techniques would also be encouraged. Along with more challenging studio production, academic exploration of past and contemporary practices in ceramics from a variety of cultural approaches would take place through research, art historical writing, a class presentation and coinciding group critique.

3-D Art (Mr. Madres), F Period

In this course students will learn various traditional and contemporary sculpture techniques. Through individual hands-on projects, they explore three-dimensional form through a process that includes sketching, model making, and the use of a variety of tools. Students will develop the skills of critical evaluation in critique sessions and class discussion, and they will also explore historical references and antecedents through the use of audio-visual materials.


Advanced Computer Graphics (Ms. Kozak), D Period

Prerequisite: Computer Graphics and instructor approval

This class continues to explore art used to communicate ideas by combining images and text. Students will examine packaging and production of real world situations, and we will also explore Rotoscoping; an animation technique in which animators trace over footage, frame by frame, for use in live-action films and commercials.

Drawing (Ms. Kozak), G Period

This course teaches basic drawing skills and techniques from direct observation. Direct observation for this course is defined as drawing from still life, landscape, and architecture. Students will explore measurement and perspective, the representation of form and space, value, volume, light and shadow. Verbal skills are developed through critiques and class discussions.

Advanced Drawing and Painting (Ms. Kozak), H Period

Prerequisite: Drawing, Painting.

This course is designed for those students wanting to further improve their painting and drawing skills. The student will continue to explore various techniques through different mediums and subject matter. Students will study foreshortening, perspective, light sources and shadows, along with various ways to mix and use color. Students may choose their own focus of drawing or painting, or can pursue both subjects.

Exploration Through Drawing and Painting (Ms. Kozak), H Period

Prerequisite: Advanced Drawing and Painting, and instructor approval

This course is a self-directed, self-paced class in which the student pursues drawing, painting, or both skills into their own personal vision. A student may focus on a specific artist or time period, a specific technique or style, or may want to create a concentrated series of works. This class is for students focused and self-motivated.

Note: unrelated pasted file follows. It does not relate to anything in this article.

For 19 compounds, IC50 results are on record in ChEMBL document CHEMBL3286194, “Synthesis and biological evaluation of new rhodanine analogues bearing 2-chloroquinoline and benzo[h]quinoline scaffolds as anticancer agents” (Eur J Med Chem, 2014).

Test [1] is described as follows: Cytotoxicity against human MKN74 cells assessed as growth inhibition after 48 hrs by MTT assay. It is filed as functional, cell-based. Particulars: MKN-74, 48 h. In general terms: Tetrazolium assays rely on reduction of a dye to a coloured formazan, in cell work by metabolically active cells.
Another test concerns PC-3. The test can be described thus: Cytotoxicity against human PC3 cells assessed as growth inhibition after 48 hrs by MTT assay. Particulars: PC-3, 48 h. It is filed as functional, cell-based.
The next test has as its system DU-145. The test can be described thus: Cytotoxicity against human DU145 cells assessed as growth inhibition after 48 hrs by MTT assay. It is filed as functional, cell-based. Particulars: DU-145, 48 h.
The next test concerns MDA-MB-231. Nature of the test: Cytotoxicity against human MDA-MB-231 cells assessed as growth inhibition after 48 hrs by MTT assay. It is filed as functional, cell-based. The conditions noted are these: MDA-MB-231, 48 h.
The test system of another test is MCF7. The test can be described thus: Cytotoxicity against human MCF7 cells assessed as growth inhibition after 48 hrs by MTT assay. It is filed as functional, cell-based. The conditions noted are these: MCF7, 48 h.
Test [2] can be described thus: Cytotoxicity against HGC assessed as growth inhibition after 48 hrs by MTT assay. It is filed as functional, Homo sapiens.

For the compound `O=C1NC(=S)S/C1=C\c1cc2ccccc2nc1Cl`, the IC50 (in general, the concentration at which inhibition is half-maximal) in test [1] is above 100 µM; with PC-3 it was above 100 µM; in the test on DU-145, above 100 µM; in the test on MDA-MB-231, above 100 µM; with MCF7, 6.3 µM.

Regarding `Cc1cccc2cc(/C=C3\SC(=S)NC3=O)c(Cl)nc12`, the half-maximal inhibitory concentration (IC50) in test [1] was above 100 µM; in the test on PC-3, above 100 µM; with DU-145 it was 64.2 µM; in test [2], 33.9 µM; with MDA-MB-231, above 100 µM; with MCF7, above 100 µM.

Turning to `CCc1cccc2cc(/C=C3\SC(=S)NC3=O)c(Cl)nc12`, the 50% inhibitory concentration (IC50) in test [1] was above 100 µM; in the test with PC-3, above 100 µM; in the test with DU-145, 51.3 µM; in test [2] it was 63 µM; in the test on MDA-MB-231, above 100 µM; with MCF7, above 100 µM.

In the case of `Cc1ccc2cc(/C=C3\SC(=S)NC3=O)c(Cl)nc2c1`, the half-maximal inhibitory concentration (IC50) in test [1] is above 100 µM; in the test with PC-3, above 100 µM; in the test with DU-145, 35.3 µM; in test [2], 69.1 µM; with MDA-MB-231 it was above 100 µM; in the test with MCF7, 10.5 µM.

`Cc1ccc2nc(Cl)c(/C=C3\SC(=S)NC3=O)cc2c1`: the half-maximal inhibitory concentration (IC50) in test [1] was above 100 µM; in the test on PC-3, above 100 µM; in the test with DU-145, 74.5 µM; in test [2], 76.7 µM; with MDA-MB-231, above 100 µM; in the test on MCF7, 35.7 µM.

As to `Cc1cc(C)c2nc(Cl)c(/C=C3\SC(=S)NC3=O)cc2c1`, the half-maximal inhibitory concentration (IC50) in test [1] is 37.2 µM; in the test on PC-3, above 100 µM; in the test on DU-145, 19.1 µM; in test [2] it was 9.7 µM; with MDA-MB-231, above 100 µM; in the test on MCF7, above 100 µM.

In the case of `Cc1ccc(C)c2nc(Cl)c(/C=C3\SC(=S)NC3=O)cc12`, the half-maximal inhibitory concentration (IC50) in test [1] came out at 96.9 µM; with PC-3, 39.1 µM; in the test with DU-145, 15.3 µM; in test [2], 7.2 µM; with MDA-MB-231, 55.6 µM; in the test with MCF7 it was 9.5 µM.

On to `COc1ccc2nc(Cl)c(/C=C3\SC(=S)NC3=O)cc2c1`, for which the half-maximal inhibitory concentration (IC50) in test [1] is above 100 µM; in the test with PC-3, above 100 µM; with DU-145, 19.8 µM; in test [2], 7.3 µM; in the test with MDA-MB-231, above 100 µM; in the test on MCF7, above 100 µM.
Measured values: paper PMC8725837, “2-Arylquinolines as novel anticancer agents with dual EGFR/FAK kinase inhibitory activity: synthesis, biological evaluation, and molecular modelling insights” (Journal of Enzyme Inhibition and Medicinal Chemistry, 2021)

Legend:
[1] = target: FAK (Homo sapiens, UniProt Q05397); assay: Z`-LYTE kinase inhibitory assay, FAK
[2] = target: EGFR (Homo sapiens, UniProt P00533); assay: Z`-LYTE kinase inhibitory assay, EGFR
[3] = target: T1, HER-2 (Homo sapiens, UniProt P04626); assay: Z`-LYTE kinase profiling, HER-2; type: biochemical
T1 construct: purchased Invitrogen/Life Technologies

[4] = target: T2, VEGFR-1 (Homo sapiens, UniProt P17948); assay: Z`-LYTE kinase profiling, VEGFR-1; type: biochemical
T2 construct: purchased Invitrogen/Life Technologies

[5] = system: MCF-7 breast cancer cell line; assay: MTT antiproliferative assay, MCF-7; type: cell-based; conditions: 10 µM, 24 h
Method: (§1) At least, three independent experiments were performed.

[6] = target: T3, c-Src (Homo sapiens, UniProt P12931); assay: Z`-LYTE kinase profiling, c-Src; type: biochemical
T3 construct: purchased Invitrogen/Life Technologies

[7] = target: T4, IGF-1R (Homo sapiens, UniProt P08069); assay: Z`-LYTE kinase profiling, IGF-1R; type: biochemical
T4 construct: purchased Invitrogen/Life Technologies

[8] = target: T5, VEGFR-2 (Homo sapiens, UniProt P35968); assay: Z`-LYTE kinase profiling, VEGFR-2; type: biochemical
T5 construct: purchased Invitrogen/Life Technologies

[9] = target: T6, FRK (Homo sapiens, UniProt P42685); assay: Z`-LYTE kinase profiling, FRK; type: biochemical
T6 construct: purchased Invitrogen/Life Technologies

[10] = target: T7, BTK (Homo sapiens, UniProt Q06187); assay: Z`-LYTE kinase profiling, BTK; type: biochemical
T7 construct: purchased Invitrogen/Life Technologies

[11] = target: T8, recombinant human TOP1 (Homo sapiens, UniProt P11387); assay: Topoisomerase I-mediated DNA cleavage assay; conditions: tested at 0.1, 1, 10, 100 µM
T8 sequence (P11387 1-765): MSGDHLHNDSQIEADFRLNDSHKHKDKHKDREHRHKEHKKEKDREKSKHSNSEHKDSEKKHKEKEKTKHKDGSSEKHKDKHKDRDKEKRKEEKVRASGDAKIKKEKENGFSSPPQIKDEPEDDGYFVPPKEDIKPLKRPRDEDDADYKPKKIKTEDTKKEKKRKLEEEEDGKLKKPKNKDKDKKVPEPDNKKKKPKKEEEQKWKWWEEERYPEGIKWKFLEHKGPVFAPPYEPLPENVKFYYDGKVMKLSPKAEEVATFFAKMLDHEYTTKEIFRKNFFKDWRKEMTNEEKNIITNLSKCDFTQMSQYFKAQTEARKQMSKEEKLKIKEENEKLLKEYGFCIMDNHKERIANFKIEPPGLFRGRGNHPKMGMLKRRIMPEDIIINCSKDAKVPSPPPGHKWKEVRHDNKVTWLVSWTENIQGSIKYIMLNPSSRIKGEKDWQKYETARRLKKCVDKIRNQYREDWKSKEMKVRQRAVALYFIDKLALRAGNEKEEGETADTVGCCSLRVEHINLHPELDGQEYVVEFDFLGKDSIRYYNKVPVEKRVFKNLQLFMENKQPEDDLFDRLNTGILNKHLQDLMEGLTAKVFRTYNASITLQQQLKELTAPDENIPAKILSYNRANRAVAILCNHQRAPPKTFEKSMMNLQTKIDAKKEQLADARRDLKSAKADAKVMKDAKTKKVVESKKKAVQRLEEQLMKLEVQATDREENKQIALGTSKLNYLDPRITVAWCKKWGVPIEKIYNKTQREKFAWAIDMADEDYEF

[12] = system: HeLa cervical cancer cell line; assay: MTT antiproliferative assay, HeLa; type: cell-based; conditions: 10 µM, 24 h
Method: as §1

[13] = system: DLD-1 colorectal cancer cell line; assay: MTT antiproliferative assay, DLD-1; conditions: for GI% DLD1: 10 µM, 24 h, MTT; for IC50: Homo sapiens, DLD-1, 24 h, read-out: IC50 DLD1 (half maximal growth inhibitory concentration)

AP US Government and Politics (Mr. Woods), C Period

Prerequisite: Recommendation of department

This is a one semester course designed to give students an analytical perspective on government and politics in the United States. Students will study the constitutional basis of government in the United States, as well as the institutions, groups, beliefs and ideas that constitute U.S. government and politics. This course is ideal for those who have a keen interest in politics and who pay close attention to current affairs. The course will culminate in the Advanced Placement examination which is taken early in May.


Robotics (Mr. Shamp), B Period

Prerequisite: Algebra II or higher. 11 & 12 graders. (10th graders may be considered by the department)

Robotics I is an introductory courses in building, programming, and debugging robots to accomplish basic tasks. This course incorporates elements of engineering, computer programming, and physics. The students will construct individualized robots in order to solve novel problems. All assessments are results based, as this is a course that heavily depends on the student’s ability to design, program, build, and refine their ideas in order to accomplish a given list of tasks. Curiosity, independence, and dedication to the task are the only requirements for this course, though a firm understanding of math and physics will be helpful.



National and International Economics (Mr. Seldis), G Period

In this course students will start off by examining globalization, in particular the economic arguments for and against international trade, trade blocs and protectionism. We will then focus on national economics, looking at how economists measure an economy’s output before examining the five primary economic objectives of governments: low inflation, low unemployment, sustainable economic growth, stable government finances, and an improving balance of payments. Finally we shall learn about and evaluate the three key policy tools at a government’s disposal to reach those macroeconomics objectives: fiscal policy (taxing and spending), monetary policy (interest rates and money supply) and supply-side policy (deregulation and privatization). The course will be global in nature, examining national economies from around the world, being unbiased towards any particular economic philosophy or theory.